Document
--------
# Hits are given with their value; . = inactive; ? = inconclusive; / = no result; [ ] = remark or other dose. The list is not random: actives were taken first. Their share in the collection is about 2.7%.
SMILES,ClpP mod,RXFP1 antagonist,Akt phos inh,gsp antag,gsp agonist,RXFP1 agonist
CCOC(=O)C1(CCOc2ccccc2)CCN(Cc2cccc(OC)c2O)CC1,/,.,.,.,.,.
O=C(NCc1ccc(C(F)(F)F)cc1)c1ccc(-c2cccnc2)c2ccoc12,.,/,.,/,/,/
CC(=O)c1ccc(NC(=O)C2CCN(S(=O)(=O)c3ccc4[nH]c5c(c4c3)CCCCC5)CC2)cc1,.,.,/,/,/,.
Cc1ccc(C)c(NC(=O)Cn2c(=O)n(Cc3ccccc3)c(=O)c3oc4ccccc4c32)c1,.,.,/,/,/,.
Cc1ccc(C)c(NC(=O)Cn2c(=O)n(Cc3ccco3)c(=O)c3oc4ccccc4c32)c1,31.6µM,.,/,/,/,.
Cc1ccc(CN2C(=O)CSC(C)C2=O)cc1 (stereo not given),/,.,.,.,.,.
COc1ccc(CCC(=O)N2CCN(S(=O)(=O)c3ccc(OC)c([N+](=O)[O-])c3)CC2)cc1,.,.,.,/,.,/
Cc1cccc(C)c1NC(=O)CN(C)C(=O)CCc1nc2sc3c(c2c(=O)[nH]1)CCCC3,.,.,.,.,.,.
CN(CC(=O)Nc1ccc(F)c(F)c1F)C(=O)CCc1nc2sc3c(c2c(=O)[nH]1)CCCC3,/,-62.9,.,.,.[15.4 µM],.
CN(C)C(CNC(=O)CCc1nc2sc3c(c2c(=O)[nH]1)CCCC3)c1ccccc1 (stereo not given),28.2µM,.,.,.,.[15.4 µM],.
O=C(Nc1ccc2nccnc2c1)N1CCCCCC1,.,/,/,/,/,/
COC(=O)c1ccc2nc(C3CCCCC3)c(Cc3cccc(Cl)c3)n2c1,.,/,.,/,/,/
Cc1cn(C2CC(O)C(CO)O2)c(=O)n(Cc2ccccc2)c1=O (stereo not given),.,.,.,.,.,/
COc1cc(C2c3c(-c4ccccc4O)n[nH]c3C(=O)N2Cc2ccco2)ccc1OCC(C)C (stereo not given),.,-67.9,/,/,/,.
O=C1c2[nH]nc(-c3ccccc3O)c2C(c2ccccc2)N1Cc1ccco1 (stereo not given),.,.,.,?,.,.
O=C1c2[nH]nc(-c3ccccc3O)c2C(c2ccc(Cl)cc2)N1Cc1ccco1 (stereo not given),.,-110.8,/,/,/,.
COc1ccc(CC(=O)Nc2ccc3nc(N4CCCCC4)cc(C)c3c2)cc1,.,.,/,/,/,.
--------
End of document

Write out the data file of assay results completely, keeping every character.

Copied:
# Hits are given with their value; . = inactive; ? = inconclusive; / = no result; [ ] = remark or other dose. The list is not random: actives were taken first. Their share in the collection is about 2.7%.
SMILES,ClpP mod,RXFP1 antagonist,Akt phos inh,gsp antag,gsp agonist,RXFP1 agonist
CCOC(=O)C1(CCOc2ccccc2)CCN(Cc2cccc(OC)c2O)CC1,/,.,.,.,.,.
O=C(NCc1ccc(C(F)(F)F)cc1)c1ccc(-c2cccnc2)c2ccoc12,.,/,.,/,/,/
CC(=O)c1ccc(NC(=O)C2CCN(S(=O)(=O)c3ccc4[nH]c5c(c4c3)CCCCC5)CC2)cc1,.,.,/,/,/,.
Cc1ccc(C)c(NC(=O)Cn2c(=O)n(Cc3ccccc3)c(=O)c3oc4ccccc4c32)c1,.,.,/,/,/,.
Cc1ccc(C)c(NC(=O)Cn2c(=O)n(Cc3ccco3)c(=O)c3oc4ccccc4c32)c1,31.6µM,.,/,/,/,.
Cc1ccc(CN2C(=O)CSC(C)C2=O)cc1 (stereo not given),/,.,.,.,.,.
COc1ccc(CCC(=O)N2CCN(S(=O)(=O)c3ccc(OC)c([N+](=O)[O-])c3)CC2)cc1,.,.,.,/,.,/
Cc1cccc(C)c1NC(=O)CN(C)C(=O)CCc1nc2sc3c(c2c(=O)[nH]1)CCCC3,.,.,.,.,.,.
CN(CC(=O)Nc1ccc(F)c(F)c1F)C(=O)CCc1nc2sc3c(c2c(=O)[nH]1)CCCC3,/,-62.9,.,.,.[15.4 µM],.
CN(C)C(CNC(=O)CCc1nc2sc3c(c2c(=O)[nH]1)CCCC3)c1ccccc1 (stereo not given),28.2µM,.,.,.,.[15.4 µM],.
O=C(Nc1ccc2nccnc2c1)N1CCCCCC1,.,/,/,/,/,/
COC(=O)c1ccc2nc(C3CCCCC3)c(Cc3cccc(Cl)c3)n2c1,.,/,.,/,/,/
Cc1cn(C2CC(O)C(CO)O2)c(=O)n(Cc2ccccc2)c1=O (stereo not given),.,.,.,.,.,/
COc1cc(C2c3c(-c4ccccc4O)n[nH]c3C(=O)N2Cc2ccco2)ccc1OCC(C)C (stereo not given),.,-67.9,/,/,/,.
O=C1c2[nH]nc(-c3ccccc3O)c2C(c2ccccc2)N1Cc1ccco1 (stereo not given),.,.,.,?,.,.
O=C1c2[nH]nc(-c3ccccc3O)c2C(c2ccc(Cl)cc2)N1Cc1ccco1 (stereo not given),.,-110.8,/,/,/,.
COc1ccc(CC(=O)Nc2ccc3nc(N4CCCCC4)cc(C)c3c2)cc1,.,.,/,/,/,.